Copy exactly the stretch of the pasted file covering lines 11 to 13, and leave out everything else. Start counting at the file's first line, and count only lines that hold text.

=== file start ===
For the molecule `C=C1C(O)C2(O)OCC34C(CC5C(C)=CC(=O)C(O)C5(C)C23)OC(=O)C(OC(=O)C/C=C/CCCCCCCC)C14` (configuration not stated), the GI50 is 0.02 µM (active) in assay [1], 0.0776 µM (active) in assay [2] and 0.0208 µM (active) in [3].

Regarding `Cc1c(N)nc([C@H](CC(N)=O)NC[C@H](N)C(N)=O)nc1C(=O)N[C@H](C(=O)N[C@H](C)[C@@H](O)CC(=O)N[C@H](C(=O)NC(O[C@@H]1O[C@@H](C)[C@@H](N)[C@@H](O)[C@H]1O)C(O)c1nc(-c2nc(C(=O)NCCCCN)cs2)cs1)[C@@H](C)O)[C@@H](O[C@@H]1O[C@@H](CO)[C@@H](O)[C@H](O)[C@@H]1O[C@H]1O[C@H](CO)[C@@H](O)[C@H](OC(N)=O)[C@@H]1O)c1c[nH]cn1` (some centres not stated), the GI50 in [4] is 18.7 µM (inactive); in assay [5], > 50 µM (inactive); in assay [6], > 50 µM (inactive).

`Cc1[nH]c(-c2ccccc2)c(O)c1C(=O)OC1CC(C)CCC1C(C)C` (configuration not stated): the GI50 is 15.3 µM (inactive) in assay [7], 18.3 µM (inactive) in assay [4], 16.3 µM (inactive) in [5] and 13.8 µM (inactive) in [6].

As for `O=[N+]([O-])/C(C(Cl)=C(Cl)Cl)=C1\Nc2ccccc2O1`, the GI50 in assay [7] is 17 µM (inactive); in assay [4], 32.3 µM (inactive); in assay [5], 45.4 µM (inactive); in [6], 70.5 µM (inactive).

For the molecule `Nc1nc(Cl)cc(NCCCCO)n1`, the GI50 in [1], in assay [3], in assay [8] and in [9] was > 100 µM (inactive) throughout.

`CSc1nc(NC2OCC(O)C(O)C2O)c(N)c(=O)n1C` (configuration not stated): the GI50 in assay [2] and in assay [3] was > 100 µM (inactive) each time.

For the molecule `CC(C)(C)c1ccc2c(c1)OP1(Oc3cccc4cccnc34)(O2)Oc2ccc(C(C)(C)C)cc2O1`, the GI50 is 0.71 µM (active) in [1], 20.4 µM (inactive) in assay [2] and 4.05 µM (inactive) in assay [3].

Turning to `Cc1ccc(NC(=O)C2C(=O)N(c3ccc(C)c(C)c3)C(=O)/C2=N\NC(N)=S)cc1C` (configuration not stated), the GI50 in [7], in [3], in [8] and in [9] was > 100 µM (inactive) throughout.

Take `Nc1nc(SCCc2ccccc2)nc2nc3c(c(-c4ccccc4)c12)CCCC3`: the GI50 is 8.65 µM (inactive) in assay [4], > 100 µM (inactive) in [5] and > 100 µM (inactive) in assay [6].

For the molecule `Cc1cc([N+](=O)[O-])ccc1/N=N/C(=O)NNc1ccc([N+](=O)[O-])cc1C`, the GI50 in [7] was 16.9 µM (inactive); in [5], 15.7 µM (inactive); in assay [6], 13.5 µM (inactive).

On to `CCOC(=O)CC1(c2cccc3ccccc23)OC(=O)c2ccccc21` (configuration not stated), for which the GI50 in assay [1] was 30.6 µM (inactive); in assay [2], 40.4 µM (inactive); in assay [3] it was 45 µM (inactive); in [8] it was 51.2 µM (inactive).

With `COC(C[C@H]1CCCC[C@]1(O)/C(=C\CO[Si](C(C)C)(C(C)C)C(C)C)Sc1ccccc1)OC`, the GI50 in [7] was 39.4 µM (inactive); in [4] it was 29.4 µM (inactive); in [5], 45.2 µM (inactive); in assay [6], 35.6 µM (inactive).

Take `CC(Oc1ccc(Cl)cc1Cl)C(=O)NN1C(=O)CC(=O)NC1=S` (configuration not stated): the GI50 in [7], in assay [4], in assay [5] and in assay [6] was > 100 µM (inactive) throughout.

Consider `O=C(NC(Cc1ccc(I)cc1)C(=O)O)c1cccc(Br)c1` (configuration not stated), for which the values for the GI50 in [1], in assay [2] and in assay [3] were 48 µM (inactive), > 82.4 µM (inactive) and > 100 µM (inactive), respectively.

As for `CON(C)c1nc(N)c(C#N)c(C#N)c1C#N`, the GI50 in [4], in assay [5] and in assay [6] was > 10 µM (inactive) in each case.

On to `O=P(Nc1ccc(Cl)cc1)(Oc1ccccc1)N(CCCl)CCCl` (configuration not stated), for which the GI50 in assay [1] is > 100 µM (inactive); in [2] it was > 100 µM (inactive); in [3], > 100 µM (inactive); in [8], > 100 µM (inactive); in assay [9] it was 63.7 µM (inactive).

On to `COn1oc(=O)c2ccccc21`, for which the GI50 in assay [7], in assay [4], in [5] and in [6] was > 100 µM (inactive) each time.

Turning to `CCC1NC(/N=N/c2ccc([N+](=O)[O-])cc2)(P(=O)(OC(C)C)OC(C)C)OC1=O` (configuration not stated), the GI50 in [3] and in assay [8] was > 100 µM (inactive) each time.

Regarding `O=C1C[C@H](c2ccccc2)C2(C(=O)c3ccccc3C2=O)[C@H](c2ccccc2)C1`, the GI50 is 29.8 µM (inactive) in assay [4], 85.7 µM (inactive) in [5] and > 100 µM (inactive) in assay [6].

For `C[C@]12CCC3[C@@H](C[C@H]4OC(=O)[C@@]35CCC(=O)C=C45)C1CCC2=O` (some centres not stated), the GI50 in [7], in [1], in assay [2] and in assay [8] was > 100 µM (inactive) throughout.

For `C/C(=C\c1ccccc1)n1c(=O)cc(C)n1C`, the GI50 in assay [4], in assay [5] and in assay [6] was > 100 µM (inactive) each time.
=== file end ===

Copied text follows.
On to `CCOC(=O)CC1(c2cccc3ccccc23)OC(=O)c2ccccc21` (configuration not stated), for which the GI50 in assay [1] was 30.6 µM (inactive); in assay [2], 40.4 µM (inactive); in assay [3] it was 45 µM (inactive); in [8] it was 51.2 µM (inactive).

With `COC(C[C@H]1CCCC[C@]1(O)/C(=C\CO[Si](C(C)C)(C(C)C)C(C)C)Sc1ccccc1)OC`, the GI50 in [7] was 39.4 µM (inactive); in [4] it was 29.4 µM (inactive); in [5], 45.2 µM (inactive); in assay [6], 35.6 µM (inactive).

Take `CC(Oc1ccc(Cl)cc1Cl)C(=O)NN1C(=O)CC(=O)NC1=S` (configuration not stated): the GI50 in [7], in assay [4], in assay [5] and in assay [6] was > 100 µM (inactive) throughout.